Over the past 5 years, the medical sector has steadily been transformed by technology.
Wearable devices now measure people’s health in detail, robots can perform operations with 100% accuracy, and the newest light therapies can diagnose patients without the need for surgery.
While the focus has predominantly been the volume of sensor data generated through these procedures, the medical sectors ability to store, process and analyse vast amounts of data at a relatively low cost, as well as cross reference it with third party sources in the cloud, is a major breakthrough.
This has become a vital resource for emergency services, especially A&E departments, who consistently need their services to be analysed in order to make life-saving improvements.
The past year has been the busiest on record for British A&E departments, with over 22.9 million attendees since March 2015.
Staff are under immense pressure to provide the best possible service, yet a study by Shadow Health Secretary found only 4 hospitals in England hit Government A&E targets in the first 3 months of 2016.
Moreover, staff are having to cope with 21,000 more patients within the four-hour standard compared to March last year.
A&E departments are therefore consistently searching for solutions that will help speed up and improve their service to treat more patients.
The ability to manipulate data may provide the answer, as analytics can empower medical professionals with real insights into treatments, response times and the running of services.
Ultimately, it will provide the vital information that will help frontline staff make timely and right decisions that will save lives.
DIY healthcare professionals
The use of data analytics in the healthcare sector is not a new phenomenon, but the scope of use certainly has changed.
Now, both professionals and patients themselves to have access to the data, and patients can gain an insight into the effects of their own treatments.
Yet it also functions to visually display factors such as patient satisfaction and productivity. Ultimately, employing data software enables healthcare professionals to determine the best treatment for their patients, reduce waiting times at the emergency room and save on costs.
Wrightington, Wigan and Leigh (WWL) NHS Foundation Trust has been using Qlik for this very reason.
Rolling out analytics across all aspects of the organisation has helped the trust save millions in efficiency savings and has improved quality of care.
Furthermore, by also putting these analytics tools in the hands of the hospital staff at the point of decision, it has enabled the A&E department to determine timings of procedures and therefore decrease the waiting time by thirty minutes.
It is immensely empowering for the staff, who are very much becoming part of the process in making the decisions that determine their patient’s treatment and health. Trusting front line staff to make decisions and bring about change will ultimately get the best out of their services.
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Shortening the time spent between a patient’s initial call and their arrival at the hospital is a top priority because every second counts in A&E.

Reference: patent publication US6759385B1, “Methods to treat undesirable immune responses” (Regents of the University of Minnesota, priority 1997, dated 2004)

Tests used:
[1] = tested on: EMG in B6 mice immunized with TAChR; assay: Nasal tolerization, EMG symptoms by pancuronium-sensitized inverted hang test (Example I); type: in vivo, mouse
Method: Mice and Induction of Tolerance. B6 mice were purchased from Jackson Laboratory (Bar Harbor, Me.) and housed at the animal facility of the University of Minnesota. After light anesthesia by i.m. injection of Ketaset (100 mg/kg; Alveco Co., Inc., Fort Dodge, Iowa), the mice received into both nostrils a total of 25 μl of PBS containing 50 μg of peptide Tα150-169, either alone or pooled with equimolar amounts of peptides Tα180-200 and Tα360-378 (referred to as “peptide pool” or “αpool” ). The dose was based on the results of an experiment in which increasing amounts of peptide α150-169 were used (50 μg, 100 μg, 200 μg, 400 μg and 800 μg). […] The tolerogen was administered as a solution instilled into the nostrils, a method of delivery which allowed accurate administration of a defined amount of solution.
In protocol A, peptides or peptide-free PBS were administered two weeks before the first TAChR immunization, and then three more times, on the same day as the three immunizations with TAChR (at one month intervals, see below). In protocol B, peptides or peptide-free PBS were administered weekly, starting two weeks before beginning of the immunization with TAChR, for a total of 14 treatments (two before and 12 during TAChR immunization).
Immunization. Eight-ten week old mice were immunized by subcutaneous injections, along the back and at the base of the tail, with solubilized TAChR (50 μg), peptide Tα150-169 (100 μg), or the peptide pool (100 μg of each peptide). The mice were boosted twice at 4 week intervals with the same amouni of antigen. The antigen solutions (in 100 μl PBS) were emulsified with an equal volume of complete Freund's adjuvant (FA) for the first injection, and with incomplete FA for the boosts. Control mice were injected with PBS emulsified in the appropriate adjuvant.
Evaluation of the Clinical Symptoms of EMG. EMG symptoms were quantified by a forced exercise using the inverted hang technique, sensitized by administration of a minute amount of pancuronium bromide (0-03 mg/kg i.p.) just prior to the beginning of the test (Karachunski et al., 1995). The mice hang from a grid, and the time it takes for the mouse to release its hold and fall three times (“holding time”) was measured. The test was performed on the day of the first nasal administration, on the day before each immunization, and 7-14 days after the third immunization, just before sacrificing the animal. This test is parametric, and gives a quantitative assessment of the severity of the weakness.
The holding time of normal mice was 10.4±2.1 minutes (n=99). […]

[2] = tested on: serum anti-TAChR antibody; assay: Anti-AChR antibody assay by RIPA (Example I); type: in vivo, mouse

Yet, it is often difficult to determine where time can be saved when information needs to be processed and concluded from so many different points of the response-time procedure.
Multiple ambulance services are therefore turning to data analytics and visualisation to keep this data in one place so it can be quickly understood. Analytics provides insight into the data of each step of the procedure, which can then be analysed to detect patterns and thus create solutions – and it has proved to be successful.
For the North Holland (NHN) medical sector, introducing a visualisation dashboard helped make several improvements to its services, including reducing their total time from the patient’s call to the operation by 20 minutes (the national average in Holland stands at 120 minutes).
From their data, NHN found it is sometimes more beneficial for a patient to go to a hospital further from their home because of operating room availability.
In an acute care chain where every second counts, the ability to make this change is both phenomenal and life changing.
This has also been rolled out by the ambulance service in Uppsala, Sweden, who have used data to reduce their response time by up to ten minutes. Analytics has helped better distribute their ambulances across areas that produce a higher number of emergency calls, meaning more emergencies have been responded to.
The role of data as a lifesaving mean is much closer than often assumed.
Currently, the biggest challenge is bringing relevant data together from different sources. But with progress, data analytics can be an established resource for providing the life-changing information needed to help emergency services make the right changes and succeed – and its role in the medical sector is only going to grow.
In an industry that is literally life dependent, it is extraordinary to see the power data has already had in aiding the ability of A&E departments to adapt and save more lives. Considering the speed that technology like this is advancing, the thought of how many lives data can help save in the future is incredible.
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